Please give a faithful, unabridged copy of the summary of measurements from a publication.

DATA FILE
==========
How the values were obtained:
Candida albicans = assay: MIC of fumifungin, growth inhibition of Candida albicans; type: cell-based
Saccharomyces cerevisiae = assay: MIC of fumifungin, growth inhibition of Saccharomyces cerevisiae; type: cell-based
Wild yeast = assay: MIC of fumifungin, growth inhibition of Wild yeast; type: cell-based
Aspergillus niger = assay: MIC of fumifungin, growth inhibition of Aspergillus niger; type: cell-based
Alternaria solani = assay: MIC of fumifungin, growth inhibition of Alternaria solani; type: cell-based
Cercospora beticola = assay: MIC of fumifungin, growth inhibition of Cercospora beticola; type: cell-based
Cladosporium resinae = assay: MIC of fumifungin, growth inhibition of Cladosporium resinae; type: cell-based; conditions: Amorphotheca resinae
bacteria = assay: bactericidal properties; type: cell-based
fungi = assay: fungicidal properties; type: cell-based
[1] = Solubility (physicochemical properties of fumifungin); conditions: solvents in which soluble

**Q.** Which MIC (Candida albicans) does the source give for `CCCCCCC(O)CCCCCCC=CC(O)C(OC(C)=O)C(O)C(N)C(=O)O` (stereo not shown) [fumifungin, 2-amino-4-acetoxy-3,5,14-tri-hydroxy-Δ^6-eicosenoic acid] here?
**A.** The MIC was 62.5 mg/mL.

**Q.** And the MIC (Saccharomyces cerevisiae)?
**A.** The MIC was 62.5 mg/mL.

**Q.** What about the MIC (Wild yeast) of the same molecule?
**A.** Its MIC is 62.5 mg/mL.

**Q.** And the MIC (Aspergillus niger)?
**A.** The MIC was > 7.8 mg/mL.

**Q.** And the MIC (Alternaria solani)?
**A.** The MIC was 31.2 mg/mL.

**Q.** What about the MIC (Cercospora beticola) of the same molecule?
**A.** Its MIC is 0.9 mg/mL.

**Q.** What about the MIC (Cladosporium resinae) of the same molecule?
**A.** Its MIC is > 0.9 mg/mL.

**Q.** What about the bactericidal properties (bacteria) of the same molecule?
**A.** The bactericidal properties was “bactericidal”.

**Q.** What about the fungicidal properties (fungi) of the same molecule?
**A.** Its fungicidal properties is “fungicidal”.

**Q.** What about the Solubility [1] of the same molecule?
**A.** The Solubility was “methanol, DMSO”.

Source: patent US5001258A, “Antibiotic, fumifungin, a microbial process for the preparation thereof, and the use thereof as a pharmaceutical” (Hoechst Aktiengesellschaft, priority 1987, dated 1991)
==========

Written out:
How the values were obtained:
Candida albicans = assay: MIC of fumifungin, growth inhibition of Candida albicans; type: cell-based
Saccharomyces cerevisiae = assay: MIC of fumifungin, growth inhibition of Saccharomyces cerevisiae; type: cell-based
Wild yeast = assay: MIC of fumifungin, growth inhibition of Wild yeast; type: cell-based
Aspergillus niger = assay: MIC of fumifungin, growth inhibition of Aspergillus niger; type: cell-based
Alternaria solani = assay: MIC of fumifungin, growth inhibition of Alternaria solani; type: cell-based
Cercospora beticola = assay: MIC of fumifungin, growth inhibition of Cercospora beticola; type: cell-based
Cladosporium resinae = assay: MIC of fumifungin, growth inhibition of Cladosporium resinae; type: cell-based; conditions: Amorphotheca resinae
bacteria = assay: bactericidal properties; type: cell-based
fungi = assay: fungicidal properties; type: cell-based
[1] = Solubility (physicochemical properties of fumifungin); conditions: solvents in which soluble

**Q.** Which MIC (Candida albicans) does the source give for `CCCCCCC(O)CCCCCCC=CC(O)C(OC(C)=O)C(O)C(N)C(=O)O` (stereo not shown) [fumifungin, 2-amino-4-acetoxy-3,5,14-tri-hydroxy-Δ^6-eicosenoic acid] here?
**A.** The MIC was 62.5 mg/mL.

**Q.** And the MIC (Saccharomyces cerevisiae)?
**A.** The MIC was 62.5 mg/mL.

**Q.** What about the MIC (Wild yeast) of the same molecule?
**A.** Its MIC is 62.5 mg/mL.

**Q.** And the MIC (Aspergillus niger)?
**A.** The MIC was > 7.8 mg/mL.

**Q.** And the MIC (Alternaria solani)?
**A.** The MIC was 31.2 mg/mL.

**Q.** What about the MIC (Cercospora beticola) of the same molecule?
**A.** Its MIC is 0.9 mg/mL.

**Q.** What about the MIC (Cladosporium resinae) of the same molecule?
**A.** Its MIC is > 0.9 mg/mL.

**Q.** What about the bactericidal properties (bacteria) of the same molecule?
**A.** The bactericidal properties was “bactericidal”.

**Q.** What about the fungicidal properties (fungi) of the same molecule?
**A.** Its fungicidal properties is “fungicidal”.

**Q.** What about the Solubility [1] of the same molecule?
**A.** The Solubility was “methanol, DMSO”.

Source: patent US5001258A, “Antibiotic, fumifungin, a microbial process for the preparation thereof, and the use thereof as a pharmaceutical” (Hoechst Aktiengesellschaft, priority 1987, dated 1991)